|Review by MNgary||posted 794 days ago||3806 views||0 times favorited||17 comments|
While not, in my opinion, a professional level lathe this full-sized lathe is adequate for advanced hobbyists wanting to turn spindles longer than popular midi lathes allow and it does a nice job turning turning shallow bowls. I have not turned pens so do not know how it performs for that more precision task.
Assembly is straightforward and waiting until the 170 pound lathe is placed in its final location before tightening the stand’s bolts allows installation on an uneven concrete floor without the need for leg levelers. Stability is surprisingly good and I have not found a need to add sandbags or other weight on the stand to eliminate vibration. And, after turning more than a few dozen projects, the bolts were still as tight as when initially installed even though I did not use lock-tite.
The 3/4 HP motor has sufficient power to turn cherry and walnut 10” by 4” deep bowls, perhaps even larger but this is the largest I have turned. It also provides the power needed to round and then turn 4” square red oak spindle stock 32” long. The maximum distance between spindles is 35” and height above the tool rest is over 8”, but my spindle work has not exceeded 4” by 32”.
Users are limited to six pre-set speeds ranging from 550 to 3000 rpm. The lathe needs to be running when changing the speed so it needs to be set for initial turning rpm before mounting the stock.
The rotating head is a feature I could not live without. Range of rotation is a full 180 degrees plus and I appreciate and use the outboard bed extension. However, use of the lathe with the head rotated is a challenge because of the tool rest base extension (see below).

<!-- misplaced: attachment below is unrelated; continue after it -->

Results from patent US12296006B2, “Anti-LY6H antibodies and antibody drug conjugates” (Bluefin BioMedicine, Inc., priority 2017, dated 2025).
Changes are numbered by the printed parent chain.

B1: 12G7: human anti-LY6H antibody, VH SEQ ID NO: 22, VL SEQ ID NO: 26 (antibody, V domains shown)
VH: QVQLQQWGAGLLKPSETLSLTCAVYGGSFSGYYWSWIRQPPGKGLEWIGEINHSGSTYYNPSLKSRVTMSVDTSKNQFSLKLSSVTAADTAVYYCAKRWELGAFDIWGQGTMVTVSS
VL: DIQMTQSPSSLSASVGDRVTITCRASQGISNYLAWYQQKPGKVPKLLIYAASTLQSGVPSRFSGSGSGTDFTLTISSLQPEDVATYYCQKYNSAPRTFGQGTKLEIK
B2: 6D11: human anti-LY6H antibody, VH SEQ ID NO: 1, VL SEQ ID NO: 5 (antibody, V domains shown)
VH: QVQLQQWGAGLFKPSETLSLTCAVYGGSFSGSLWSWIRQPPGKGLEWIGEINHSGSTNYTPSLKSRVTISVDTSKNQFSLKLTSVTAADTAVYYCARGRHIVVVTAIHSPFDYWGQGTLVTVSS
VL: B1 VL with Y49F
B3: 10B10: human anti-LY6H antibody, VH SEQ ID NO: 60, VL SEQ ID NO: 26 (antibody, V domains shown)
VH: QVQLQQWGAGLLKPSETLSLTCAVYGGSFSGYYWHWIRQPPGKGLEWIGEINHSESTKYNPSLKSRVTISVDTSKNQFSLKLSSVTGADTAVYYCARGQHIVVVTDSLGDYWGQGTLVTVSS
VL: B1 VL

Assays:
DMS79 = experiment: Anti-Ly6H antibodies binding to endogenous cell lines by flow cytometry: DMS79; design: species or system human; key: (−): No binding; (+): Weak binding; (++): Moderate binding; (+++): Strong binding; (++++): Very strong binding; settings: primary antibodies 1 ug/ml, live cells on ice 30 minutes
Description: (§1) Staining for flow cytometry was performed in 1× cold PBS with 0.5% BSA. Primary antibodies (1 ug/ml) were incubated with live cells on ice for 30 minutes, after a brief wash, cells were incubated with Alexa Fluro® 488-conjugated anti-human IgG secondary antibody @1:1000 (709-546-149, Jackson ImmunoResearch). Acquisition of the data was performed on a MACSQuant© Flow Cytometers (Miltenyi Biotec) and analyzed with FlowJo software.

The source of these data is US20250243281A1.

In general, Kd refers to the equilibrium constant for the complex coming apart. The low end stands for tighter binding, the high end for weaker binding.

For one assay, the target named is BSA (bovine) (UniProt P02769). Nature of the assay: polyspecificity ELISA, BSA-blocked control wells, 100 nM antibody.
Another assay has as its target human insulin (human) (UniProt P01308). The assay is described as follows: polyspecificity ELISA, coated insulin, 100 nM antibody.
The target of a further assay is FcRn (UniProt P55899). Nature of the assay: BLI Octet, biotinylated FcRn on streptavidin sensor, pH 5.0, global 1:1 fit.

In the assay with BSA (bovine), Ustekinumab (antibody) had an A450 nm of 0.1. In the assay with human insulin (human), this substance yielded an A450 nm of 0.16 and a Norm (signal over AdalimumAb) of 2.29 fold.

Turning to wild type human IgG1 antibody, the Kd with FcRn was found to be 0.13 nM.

The tailstock allows hollow centers for boring and ejects by fully retracting the tailstock. A knockout rod is included for removal of drive centers. I use Sroby drive and live centers with no problems, but I notice a very slight out-of-round situation when using the a Nova G3 chuck and accessories.
I expected better engineering standards and quality control from JET than this lathe includes. Even though JET readily shipped a replacement tool rest base extension at no cost each time I complained, all three (original plus the two replacements) had the same problem with JET unable to offer a solution. With the extension there is a 1/8 inch drop across a 12 inch tool rest because the post is not 90 degrees to the tool rest. Using the tool rest base without the extension provides a parallel to the bed tool rest, however, so the problem is with the extension. In addition, JET’s 6” tool rest has a post which does fit into the tool rest base and, thus, cannot be used. The crudely cast iron 12” tool rest definetly needs filing before use. These, in addition to the G3 . . .
Personally, if I were to purchase a mid-priced lathe again I’d purchase another brand. While the JET 1236 does the job and is priced below other manufacturers with the same features, the quality of this lathe is below my expectations for a machine in this price range.
-- I dream of the world where a duck can cross the road and no one asks why.